In 2019 I dedicated myself to working towards finding a stable long term treatment that also lowers cancer/infection/secondary autoimmune condition risk. I understand that the disease may be too complex for us to fully understand, but I will settle for a hack that works to accomplish these goals. Everything is on the table, and thank you all so much for this forum because I have learned so much.

Summer 2019- By now remission from January Humira shot had worn off. Tried strict carnivore diet for 1 month. Felt worse generally, slight improvement in arthritis but not substantial over Paleo/Keto/low carb. Unless I am intolerant of meat, it seems unlikely that it is a food allergy causing arthritis in my case. Reintroducing alcohol or carbs (starches or sugars) of any kind did increase symptoms, but that seems to be more in relation to whether I'm in ketosis or not, rather than any one specific food.

Used continuous blood glucose monitor for 6 weeks at different times in the year. Did not find a strong correlation between blood sugar spikes and flare ups.

September 2019- Started consuming serropeptase (to break biofilm) and raw garlic (to combat all pathogens), 1-3 cloves daily. Within first week morning stiffness was eliminated, however effectiveness has worn off with time. Still taking it today for general health. Maintained low carb diet, drinking bone broth x2 per week. Hot yoga and fitness classes x4 per week. Oil of oregano seems to also suppress inflammation to some degree.

October 2019- Tried fasting mimicking diet for 4 days (30% daily calories). Day one was coconut oil and bone broth, Day 2 was x5 Granny Smith apples. After eating the apples immediately my upper spine stiffened up and I went into a flare up that I am still dealing with. The remaining days I consumed mostly oils, butter and it calmed inflammation. I wonder if the combination of eating the starchy apples with no other food selectively bred a bad microbe? It is also possible that the flare was caused by a die off?

November 2019- Ran extensive blood work. No vitamin deficiencies found, though Zinc is low with respect to Copper (indication of chronic inflammation). CRP at 1.0 but I wake frequently with pain in the night. Cholesterol is high but triglycerides low and good HDL to LDL ratio.

November 2019- Sent stool sample at a time of heightened inflammation to Thryve to test gut biome with PCR (DNA testing). I have since sent off a sample to Viome (waiting on results) to compare, and will test again when I reach a low point in inflammation. I would like to compare my gut biome when my arthritis is inflamed, and when it is in relative remission to examine the differences.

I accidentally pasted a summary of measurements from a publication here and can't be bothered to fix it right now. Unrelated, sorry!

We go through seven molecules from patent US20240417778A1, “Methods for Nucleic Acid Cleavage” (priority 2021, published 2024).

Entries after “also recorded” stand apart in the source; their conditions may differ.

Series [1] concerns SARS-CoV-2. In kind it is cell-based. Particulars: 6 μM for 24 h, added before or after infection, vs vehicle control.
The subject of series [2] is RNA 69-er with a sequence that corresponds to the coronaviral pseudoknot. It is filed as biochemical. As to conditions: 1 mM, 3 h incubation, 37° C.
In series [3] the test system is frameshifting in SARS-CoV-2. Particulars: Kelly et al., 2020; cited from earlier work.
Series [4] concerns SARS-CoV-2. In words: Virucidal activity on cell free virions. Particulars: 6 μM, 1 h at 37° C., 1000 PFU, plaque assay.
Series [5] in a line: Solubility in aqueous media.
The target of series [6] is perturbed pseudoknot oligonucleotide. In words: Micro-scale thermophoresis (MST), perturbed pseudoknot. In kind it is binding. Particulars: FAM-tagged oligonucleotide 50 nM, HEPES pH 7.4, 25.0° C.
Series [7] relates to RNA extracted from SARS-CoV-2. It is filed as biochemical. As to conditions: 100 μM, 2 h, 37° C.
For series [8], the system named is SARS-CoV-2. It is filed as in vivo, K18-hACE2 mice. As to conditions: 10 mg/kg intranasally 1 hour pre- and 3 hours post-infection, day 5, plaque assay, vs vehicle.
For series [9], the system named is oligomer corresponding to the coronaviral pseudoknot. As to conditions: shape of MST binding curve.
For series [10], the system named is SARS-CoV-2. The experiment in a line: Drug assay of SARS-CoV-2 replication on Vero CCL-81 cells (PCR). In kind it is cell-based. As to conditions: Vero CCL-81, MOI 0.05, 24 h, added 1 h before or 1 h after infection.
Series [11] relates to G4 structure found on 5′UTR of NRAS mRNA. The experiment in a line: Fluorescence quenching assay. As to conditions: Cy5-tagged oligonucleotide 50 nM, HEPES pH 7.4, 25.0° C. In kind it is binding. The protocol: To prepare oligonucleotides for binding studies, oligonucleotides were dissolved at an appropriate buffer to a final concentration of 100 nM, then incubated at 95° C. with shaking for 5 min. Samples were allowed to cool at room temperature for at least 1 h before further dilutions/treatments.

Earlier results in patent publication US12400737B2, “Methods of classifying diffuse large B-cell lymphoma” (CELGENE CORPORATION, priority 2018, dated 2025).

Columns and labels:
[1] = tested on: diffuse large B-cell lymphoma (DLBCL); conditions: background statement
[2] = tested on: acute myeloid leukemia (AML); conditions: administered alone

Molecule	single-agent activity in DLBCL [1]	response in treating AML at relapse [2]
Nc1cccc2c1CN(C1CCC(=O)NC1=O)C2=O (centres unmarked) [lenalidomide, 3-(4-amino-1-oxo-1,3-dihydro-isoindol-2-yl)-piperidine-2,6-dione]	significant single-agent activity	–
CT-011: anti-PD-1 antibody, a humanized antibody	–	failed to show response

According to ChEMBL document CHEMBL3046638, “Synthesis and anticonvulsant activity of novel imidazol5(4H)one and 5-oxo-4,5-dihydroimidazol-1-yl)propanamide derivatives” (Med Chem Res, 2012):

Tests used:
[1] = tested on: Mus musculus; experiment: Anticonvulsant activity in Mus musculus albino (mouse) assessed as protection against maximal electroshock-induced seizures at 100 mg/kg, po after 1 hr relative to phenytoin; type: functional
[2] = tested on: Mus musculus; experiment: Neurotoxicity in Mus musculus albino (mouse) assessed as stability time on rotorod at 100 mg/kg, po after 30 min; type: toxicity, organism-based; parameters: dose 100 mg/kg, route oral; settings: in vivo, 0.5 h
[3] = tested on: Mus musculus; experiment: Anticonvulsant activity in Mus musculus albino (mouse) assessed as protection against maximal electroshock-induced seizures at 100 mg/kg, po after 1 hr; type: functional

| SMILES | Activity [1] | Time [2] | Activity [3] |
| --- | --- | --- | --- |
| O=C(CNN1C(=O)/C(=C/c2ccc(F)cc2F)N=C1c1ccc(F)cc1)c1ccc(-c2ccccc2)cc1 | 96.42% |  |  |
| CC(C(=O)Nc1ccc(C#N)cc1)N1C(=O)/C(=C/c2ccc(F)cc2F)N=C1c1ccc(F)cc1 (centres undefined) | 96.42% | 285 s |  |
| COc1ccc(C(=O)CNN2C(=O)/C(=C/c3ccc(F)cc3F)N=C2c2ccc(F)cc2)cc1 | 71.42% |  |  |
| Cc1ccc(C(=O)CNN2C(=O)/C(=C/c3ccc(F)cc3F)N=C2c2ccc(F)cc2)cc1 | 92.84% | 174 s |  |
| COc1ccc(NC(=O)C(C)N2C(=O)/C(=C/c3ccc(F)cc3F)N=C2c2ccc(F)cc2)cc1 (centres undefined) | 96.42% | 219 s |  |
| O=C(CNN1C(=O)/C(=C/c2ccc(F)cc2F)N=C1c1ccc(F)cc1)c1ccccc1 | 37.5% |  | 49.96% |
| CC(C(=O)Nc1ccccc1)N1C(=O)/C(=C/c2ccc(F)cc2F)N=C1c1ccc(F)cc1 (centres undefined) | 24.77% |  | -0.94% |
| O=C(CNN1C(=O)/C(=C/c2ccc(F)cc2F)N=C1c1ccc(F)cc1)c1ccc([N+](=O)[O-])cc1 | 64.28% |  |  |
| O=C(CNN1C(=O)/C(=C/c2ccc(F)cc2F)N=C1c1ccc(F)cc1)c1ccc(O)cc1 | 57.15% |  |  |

So far from my first results I have noticed the following:

- Type of bacteria that show up in results seems to indicate a high colon ph. Candida and putrefying bacteria seem to do well in that environment. Lacto bacteria prefer lower ph.
- I was taking insane amounts of every probiotic leading up to the stool sample. Not one of those strains appeared on the results.
- Klebsiella did not show up in sample at all
- Relative to the general population I have high levels of a few suspect bacteria, including Bacteroides fragilis and Bacteroides vulgatus.
- Here are some results if anyone wants to compare: https://www.dropbox.com/sh/vr9di0k8s4h4z3c/AACy8qryY3nkVF7rdz86K2tZa?dl=0


If anyone else gets this test done, please share so that we can compare any possible common denominators. Of course there are limitations, for example one person's strain of a species of bacteria can be pathogenic, while another strain of the same species can be beneficial. Also some bacteria can be beneficial or pathogenic depending on the substrates that it feeds on, stresses in the environment, or of course location in the body. The Viome supposedly tests the mycobiome (fungal biome) as well as viruses in the gut so we will see if that has more useful information. I also plan to run a DNA test on my oral biome.

I think this disease is one of two things: either a malfunction of our immune systems which is genetic and permanent (seems to be the consensus from rheumatologists), in which case the appropriate treatment is immunosuppression, OR it is caused by a microbial infection that while difficult to treat (like Tuberculosis, Hep C, etc) can be eradicated. In that case immunosuppression would be a good short term treatment, but less than ideal long term strategy.

Accepting that it could be a genetic defect is a tough pill to swallow, especially for those of us who have kids. I am aware of this bias. That said, everything I've noticed with my body, every instinct is telling me that it can be cured and that it is related to a microbial infection or imbalance, or weakness in general health. The disease seems to be triggered randomly, and remission seems random too. There has to be a cause and effect.

I also believe that what we call AS could be the name for a group of symptoms that could manifest from a number of different microbial triggers, or perhaps even a combination. In other words perhaps Klebsiella causes AS in some individuals, Candida in others, and Clostridia in another. In other words, a rash can look the same but be caused by any number of pathogens. Maybe AS is the same.